The second National Development Plan was started in 1962. A major oil and gas field was discovered in 1963, with this discovery, Liquefied Natural Gas became important. Developments in the oil and gas sector have continued, and oil production has steadily increased since then. The plan also promoted the production of meat and eggs for citizens' consumption. The fishing industry increased its production by 25% throughout the plan. The deepwater port at Muara was also built during this period. The energy requirements were met and studies were conducted to provide electricity to rural areas. Efforts were made to eradicate malaria, an endemic disease in the region, with the help of the World Health Organization. Cases of malaria were reduced from 300 cases in 1953 to only 66 cases in 1959. The mortality rate was reduced from 20 per thousand in 1947 to 11.3 per thousand in 1953. Infectious diseases have been prevented by public sanitation and the improvement of drainage, and the provision of pure water by pipeline to the population.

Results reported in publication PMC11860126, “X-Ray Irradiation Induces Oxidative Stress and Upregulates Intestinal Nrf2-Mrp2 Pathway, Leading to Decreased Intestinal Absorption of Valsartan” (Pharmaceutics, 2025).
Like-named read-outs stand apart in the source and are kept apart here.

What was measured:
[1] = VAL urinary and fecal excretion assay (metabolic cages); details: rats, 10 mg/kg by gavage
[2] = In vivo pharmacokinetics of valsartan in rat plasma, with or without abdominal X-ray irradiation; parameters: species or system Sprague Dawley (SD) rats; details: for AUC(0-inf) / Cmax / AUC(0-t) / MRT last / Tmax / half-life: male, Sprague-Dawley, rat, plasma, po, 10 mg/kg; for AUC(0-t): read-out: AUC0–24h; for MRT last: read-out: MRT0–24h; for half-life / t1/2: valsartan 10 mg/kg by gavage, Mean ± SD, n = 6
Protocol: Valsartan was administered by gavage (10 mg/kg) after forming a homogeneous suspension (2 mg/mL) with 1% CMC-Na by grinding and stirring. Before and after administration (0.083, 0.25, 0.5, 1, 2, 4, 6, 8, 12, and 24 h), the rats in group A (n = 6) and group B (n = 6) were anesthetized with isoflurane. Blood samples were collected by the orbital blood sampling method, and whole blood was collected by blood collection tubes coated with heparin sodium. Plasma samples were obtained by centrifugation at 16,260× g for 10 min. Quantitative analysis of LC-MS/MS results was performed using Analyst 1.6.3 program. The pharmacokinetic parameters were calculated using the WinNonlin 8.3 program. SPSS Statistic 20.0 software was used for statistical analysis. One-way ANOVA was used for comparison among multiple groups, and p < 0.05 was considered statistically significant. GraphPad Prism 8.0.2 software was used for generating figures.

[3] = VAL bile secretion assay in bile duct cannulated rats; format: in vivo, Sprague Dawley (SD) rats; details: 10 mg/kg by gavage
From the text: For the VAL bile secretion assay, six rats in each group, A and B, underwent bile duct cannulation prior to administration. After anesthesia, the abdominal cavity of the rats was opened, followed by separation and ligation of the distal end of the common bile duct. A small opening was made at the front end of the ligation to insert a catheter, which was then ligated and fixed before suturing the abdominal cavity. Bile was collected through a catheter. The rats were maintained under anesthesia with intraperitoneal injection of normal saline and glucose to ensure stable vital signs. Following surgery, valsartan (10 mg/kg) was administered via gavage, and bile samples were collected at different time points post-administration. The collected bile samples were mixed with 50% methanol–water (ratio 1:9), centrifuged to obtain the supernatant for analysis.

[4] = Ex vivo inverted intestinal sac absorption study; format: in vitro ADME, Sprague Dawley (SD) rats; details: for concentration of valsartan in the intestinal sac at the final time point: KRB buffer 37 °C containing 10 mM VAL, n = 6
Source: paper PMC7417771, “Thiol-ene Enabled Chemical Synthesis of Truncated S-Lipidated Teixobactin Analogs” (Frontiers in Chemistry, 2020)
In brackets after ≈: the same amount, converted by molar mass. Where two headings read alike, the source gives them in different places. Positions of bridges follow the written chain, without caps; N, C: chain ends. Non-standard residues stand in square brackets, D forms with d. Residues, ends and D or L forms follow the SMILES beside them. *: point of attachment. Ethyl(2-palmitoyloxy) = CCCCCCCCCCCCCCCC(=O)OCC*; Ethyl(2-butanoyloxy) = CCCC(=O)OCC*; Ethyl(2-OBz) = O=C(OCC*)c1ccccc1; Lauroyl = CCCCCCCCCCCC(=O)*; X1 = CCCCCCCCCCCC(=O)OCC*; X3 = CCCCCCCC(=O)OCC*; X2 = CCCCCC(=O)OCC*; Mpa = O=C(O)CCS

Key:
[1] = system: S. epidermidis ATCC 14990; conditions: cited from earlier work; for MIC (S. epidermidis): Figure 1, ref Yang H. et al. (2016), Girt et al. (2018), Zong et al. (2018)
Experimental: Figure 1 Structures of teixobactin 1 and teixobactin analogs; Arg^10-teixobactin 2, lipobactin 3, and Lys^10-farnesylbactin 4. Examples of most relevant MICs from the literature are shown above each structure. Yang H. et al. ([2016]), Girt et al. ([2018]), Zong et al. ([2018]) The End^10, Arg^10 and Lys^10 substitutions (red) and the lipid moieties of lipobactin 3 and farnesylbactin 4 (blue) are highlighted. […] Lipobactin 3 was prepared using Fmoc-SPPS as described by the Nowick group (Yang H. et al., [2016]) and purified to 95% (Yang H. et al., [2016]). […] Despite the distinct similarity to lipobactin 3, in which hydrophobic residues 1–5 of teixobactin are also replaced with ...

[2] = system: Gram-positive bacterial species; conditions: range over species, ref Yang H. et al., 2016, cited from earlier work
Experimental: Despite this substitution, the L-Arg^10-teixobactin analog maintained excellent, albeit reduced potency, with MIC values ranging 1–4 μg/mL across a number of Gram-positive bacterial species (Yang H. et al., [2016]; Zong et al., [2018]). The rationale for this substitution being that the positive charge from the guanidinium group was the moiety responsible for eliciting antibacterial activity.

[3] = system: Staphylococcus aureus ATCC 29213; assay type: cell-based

On November 14, 1971, His Royal Highness Sultan Hassanal Bolkiah, who later used the title because it was a protectorate of the United Kingdom, went to London to discuss matters related to the amendments to the 1959 Constitution. In November 1971 a new agreement was signed with the British representative Anthony Henry Fanshawe Royle.
According to this agreement, the following terms were agreed:
- Brunei was granted full internal self-government
- The UK would still be responsible for external affairs and defence.